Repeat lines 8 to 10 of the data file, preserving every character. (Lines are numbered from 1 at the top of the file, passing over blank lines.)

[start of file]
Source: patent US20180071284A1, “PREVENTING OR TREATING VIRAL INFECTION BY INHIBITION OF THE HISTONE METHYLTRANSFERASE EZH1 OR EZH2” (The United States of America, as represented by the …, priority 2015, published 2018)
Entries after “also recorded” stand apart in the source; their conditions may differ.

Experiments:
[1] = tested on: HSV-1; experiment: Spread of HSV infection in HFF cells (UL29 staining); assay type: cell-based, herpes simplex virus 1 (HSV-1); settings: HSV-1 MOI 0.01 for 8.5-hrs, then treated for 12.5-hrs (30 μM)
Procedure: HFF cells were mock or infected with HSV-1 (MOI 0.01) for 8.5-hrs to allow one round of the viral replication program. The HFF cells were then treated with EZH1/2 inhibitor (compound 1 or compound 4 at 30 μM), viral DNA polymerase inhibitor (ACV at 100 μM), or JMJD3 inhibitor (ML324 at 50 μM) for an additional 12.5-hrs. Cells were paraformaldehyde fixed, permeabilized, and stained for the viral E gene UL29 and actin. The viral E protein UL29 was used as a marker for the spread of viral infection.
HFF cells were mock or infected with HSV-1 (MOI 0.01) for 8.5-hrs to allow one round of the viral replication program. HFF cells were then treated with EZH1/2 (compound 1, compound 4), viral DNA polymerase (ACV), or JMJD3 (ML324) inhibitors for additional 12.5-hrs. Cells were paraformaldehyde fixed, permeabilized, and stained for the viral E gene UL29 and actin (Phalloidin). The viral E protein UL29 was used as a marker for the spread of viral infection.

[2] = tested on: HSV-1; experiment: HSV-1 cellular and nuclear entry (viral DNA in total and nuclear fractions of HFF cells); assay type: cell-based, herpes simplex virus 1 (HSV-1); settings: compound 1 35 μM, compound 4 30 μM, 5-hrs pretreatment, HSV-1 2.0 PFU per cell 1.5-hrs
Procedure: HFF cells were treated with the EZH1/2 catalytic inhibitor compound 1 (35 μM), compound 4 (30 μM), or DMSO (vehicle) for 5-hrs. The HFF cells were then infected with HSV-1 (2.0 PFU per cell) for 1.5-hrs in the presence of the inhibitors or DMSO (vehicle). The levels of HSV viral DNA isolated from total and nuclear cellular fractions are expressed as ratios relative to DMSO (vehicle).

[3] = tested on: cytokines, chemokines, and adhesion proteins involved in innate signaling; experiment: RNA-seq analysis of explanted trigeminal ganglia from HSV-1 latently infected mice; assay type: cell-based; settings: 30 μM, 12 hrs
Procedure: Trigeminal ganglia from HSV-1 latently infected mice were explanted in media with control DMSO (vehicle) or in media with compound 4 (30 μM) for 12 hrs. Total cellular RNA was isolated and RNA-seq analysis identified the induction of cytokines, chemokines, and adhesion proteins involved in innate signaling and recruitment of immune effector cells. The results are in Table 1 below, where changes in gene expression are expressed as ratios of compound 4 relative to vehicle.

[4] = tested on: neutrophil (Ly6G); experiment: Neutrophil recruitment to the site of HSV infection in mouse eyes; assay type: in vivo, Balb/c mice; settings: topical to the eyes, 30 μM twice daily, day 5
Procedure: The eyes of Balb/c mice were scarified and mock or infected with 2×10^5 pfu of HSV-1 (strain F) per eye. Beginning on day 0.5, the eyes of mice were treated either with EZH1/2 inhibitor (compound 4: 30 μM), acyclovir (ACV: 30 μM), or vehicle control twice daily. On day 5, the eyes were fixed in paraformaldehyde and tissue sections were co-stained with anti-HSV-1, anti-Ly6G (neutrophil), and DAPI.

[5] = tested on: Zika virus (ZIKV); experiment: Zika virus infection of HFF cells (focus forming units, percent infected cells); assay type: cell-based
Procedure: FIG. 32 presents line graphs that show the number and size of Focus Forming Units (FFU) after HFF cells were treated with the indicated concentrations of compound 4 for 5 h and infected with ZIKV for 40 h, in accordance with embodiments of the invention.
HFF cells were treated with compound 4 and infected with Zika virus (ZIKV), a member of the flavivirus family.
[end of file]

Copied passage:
Procedure: HFF cells were treated with the EZH1/2 catalytic inhibitor compound 1 (35 μM), compound 4 (30 μM), or DMSO (vehicle) for 5-hrs. The HFF cells were then infected with HSV-1 (2.0 PFU per cell) for 1.5-hrs in the presence of the inhibitors or DMSO (vehicle). The levels of HSV viral DNA isolated from total and nuclear cellular fractions are expressed as ratios relative to DMSO (vehicle).

[3] = tested on: cytokines, chemokines, and adhesion proteins involved in innate signaling; experiment: RNA-seq analysis of explanted trigeminal ganglia from HSV-1 latently infected mice; assay type: cell-based; settings: 30 μM, 12 hrs
Procedure: Trigeminal ganglia from HSV-1 latently infected mice were explanted in media with control DMSO (vehicle) or in media with compound 4 (30 μM) for 12 hrs. Total cellular RNA was isolated and RNA-seq analysis identified the induction of cytokines, chemokines, and adhesion proteins involved in innate signaling and recruitment of immune effector cells. The results are in Table 1 below, where changes in gene expression are expressed as ratios of compound 4 relative to vehicle.